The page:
In all, does the pandemic really mark a threshold moment, the radical juncture of rupturality, that it ostensibly represents for Global North countries (judging from the various theoretical speculations toward these ends emerging from these parts of the planet)? New normal? New Normal? Crises of any kind (the pandemic and its fatal conditions/consequences included) are not — never — novel for Filipinos. In the Philippines, often in self-ironic jest, we like to wisecrack that crisis is an everyday condition and has been so through the succession of corrupt and graft-ridden governments, the unevenly and unequally developed socio-economic orders, since 1946, our moment of political independence (arguably it has been the case under successive colonial regimes in the longue durée: Spanish, American, Japanese). So if construed as a matter of governmentality, a return to the old normal as a post-pandemic moment does not — cannot — constitute a radical rupturality, a threshold moment, an optimistic postality for us. Political crises, counting the resultant one under Duterte’s watch, are and have been the norm for Filipinos, old hat: old normal indeed. So the keywords (new, old, normal) have to be allowed a semantic suppleness when considering the case of the Philippines and other Global South nations or localities sharing similar politico-historical characteristics and circumstances.

But leaving the particular conditions of the Philippines and other Global South polities for the moment, and thinking about crises (following the pandemic itself) on the scale of the planetary, I believe that the language and categories in which to conceptualize and conduct our reflections at this level are key. The temptation to return to Michel Foucault (and his long-serviceable language of thresholds, normalization, sovereignty and governmentality, biological modernity and biopower/biopolitics, etc.) to make sense of our current predicaments is very strong, especially since its descriptive and explanatory power admittedly remains undiminished, even prescient.

For instance, what he emplotted as the shift to biopower as the governmental mode of the modern state in 17th-century Europe onwards (effectively superseding sovereign power), alongside the larger movement toward normalization in modern society itself, establishing norms and ideals by which the populace was expected to abide, and conduct their lives, has (until recently) retained its currency and aptitude for describing the regulatory and disciplinary mechanisms or techniques (based on rationalized and systematized administrative knowledges) developed and operationalized in Western Europe from that point on, especially with the consequent regress of the juridical or legal, as governmental mode, in the face of the inexorable advance of the normal.

This coincidence of normalization in modern societies or their states with the advent of biopolitics, in which, for the latter, the power of the ruling sovereign over the populace (that used to be enforced with the specter of death) now endeavored to take over and regulate their very lives has, in fact, some striking pertinence to the pandemic, the global health crisis it has unleashed, and all this talk of a new normal. The state’s biopolitical mandate, we might say, is now extended from controlling to saving the lives of its subjects, in the face of a more generalized or social death itself. (The controlling remains in a more fatal sense: through the necessary social distancing or self-enclosures, the lockdowns or quarantines, exacted on present-day subject populations). But, in the end, Foucault’s theoretical language and categories are predicated on a periodizing argument and a paradigmatic charge that are, I would argue, upended by as-yet undeterminable variables and barely-limned late-contemporary developments (precisely because they continue to be live ones) specific to the current planetary catastrophe and its untold ravages.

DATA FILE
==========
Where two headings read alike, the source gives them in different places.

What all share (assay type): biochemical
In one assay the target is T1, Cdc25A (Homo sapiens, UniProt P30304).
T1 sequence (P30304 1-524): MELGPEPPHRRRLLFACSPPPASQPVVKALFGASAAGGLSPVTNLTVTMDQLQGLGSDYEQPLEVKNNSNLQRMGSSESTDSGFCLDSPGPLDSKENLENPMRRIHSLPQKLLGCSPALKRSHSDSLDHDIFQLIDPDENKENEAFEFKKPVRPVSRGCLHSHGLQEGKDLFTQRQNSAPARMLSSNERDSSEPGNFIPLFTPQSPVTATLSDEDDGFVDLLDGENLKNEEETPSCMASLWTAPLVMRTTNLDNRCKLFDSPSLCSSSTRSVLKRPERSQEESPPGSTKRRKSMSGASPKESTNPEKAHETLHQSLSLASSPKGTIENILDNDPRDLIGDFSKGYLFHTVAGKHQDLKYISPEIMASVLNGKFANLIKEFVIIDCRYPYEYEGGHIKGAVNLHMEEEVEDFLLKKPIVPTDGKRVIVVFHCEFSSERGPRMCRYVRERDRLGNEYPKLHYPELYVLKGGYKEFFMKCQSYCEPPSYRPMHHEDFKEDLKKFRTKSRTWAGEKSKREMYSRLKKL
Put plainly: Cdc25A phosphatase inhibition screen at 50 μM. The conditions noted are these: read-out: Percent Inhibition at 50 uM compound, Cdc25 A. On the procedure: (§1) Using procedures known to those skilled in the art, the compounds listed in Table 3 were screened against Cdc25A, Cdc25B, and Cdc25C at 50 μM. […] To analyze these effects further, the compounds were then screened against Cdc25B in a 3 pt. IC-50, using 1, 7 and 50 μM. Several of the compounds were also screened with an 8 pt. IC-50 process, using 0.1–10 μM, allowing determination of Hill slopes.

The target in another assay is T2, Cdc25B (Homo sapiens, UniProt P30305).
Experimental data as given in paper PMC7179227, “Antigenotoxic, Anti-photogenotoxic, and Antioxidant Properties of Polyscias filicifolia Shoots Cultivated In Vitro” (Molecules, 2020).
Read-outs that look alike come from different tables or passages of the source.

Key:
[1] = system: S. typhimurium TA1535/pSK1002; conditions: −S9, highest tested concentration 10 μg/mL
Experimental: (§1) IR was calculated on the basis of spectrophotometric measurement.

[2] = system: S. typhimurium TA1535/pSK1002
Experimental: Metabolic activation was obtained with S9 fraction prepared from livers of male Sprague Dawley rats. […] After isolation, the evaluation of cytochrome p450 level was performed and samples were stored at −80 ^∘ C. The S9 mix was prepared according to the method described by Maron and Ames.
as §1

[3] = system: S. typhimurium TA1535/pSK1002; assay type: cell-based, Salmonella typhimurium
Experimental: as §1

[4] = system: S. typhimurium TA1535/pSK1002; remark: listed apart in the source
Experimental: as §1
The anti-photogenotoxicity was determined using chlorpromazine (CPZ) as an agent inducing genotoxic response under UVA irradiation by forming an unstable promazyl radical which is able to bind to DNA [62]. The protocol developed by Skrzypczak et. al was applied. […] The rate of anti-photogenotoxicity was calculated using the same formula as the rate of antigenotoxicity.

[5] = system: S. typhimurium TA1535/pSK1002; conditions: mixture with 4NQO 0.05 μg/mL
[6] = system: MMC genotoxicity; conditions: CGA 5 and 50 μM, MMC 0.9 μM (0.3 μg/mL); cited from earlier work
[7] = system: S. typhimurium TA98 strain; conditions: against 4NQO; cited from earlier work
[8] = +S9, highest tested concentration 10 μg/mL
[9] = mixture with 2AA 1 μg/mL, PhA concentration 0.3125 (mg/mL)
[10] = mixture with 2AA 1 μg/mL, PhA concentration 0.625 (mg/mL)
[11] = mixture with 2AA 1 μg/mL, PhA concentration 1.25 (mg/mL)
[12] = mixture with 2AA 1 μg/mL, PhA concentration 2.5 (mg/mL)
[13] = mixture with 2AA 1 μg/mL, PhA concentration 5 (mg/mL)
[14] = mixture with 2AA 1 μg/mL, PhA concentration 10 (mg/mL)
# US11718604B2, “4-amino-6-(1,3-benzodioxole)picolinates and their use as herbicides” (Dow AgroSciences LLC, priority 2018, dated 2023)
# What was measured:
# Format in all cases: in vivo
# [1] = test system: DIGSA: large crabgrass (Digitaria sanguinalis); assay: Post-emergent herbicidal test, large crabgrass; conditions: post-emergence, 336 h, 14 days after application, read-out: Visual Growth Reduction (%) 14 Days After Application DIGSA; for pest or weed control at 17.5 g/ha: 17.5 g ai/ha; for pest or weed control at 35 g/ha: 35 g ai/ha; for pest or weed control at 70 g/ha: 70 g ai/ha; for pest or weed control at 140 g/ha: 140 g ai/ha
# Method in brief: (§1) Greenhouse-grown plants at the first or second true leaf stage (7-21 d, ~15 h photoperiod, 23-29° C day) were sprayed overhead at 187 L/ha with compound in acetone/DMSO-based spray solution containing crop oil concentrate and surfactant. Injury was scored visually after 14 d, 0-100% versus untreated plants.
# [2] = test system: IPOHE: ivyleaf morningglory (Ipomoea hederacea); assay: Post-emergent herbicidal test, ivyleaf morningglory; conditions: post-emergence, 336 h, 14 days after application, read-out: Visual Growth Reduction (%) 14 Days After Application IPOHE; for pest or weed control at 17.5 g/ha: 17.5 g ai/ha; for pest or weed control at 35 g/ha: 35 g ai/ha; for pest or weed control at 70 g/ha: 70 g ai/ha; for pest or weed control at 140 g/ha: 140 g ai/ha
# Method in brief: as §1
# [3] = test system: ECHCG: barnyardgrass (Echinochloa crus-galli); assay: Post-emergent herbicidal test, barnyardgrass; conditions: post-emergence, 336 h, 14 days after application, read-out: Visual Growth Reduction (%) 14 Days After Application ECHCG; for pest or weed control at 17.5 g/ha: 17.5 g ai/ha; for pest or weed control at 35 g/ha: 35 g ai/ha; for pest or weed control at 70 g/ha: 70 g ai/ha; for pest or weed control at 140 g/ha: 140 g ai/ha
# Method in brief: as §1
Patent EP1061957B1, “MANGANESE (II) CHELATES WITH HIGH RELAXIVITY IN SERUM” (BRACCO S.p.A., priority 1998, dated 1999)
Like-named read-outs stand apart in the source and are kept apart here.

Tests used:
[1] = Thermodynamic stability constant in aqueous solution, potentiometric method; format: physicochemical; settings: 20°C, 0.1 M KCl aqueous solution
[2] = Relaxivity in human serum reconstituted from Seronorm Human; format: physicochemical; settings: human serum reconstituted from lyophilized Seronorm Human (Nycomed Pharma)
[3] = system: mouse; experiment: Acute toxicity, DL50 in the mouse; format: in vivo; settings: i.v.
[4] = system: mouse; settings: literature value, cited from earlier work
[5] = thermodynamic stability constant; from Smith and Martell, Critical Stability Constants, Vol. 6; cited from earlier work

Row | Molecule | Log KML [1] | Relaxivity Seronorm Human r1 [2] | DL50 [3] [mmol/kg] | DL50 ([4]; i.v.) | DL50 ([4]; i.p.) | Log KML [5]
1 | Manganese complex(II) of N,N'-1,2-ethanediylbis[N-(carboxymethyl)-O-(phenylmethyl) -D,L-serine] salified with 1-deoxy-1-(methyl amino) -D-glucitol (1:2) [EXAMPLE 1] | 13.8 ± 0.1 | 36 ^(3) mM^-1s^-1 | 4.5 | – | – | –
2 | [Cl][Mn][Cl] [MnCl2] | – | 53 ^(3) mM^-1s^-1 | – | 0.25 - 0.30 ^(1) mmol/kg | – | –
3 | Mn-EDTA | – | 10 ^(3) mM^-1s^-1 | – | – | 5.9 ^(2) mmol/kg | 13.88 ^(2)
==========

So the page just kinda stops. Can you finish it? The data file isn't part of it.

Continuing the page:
In Shoshana Zuboff’s analogical language from the first epigram with which I commence my commentary here, “We tend to rely on mental models, vocabularies, and tools distilled from past catastrophes…. the vaccines we’ve developed to fight those earlier threats are not sufficient or even appropriate for the novel challenges we face.”  In my own search for a theoretical pharmakon (in its other sense of a remedy or cure intended by Bernard Stiegler in my second epigram and his essay on digitality) — a supple, if not novel, language — with which to address the problematics posed by Critical Asia Archives for this inaugural number, and what, with the raging pandemic, is ailing us, I was led to this unlikely pair of texts on a “wholly new genus of capitalism” (by Zuboff, p. 1), and on digitality and the dream for “a new Republic of the Digital, and not of Letters” (by Steigler, p. 162). Remarkably, both texts appeared in the same year, 2016: four years before the pandemic’s onset and onslaught.

But what they have in common, almost anticipating the pandemic crises to which Asias and Asians (like the Philippines and Filipinos) are now differentially vulnerable and subjected in various forms, is their recourse to a language of medical pathology and etiology to describe and analyze related but different phenomena: the new political economy of “surveillance capitalism” practiced and now patented by the IT giant Google for Zuboff; and the monopoly over the digital form established and claimed by the “Big Four” (Google, Apple, Facebook, Amazon) which, for Steigler, ought to be actively contested by the emergent citizens of his envisioned Republic of the Digital with their own “intellectual technology,” fighting for their survival with “the life of the mind.” Like Foucault (and perhaps implicitly building on his theoretical rhetoric), these thinkers also speak the language of thresholds, radical rupture, and postality but do so in highly qualified ways, not in the often breath-takingly sweeping manner that Foucault often fell prey to, when marking and characterizing pertinent epistemic and ontic shifts in Western European modernity.

For now, I wish only to observe that with such a commonly analogical approach (i.e. analogical to, and in uncanny anticipation of, global epidemics as pharmakon), they open up truly novel pathways for rethinking our very mental models, vocabularies, and tools in grappling with the pandemic as historical moment, as the possible new operator of a mutational political economy like surveillance capitalism, and in terms of technology (the digital, “big data”) as itself therapy (remedy or antidote) for our poisoned and toxic times.

Oscar V. Campomanes, Ateneo de Manila University, Philippines


Foucault, Michel. 2008 [2004]. The Birth of Biopolitics: Lectures at the Collège de France 1978-1979, ed. M. Senellart and transl. G. Burchell. New York: Picador, Palgrave Macmillan.

Steigler, Bernard. 2016. “The Digital, Education, and Cosmopolitanism.” Representations 134, 157-164.

Zuboff, Shoshana. 2016. “The Secrets of Surveillance Capitalism.”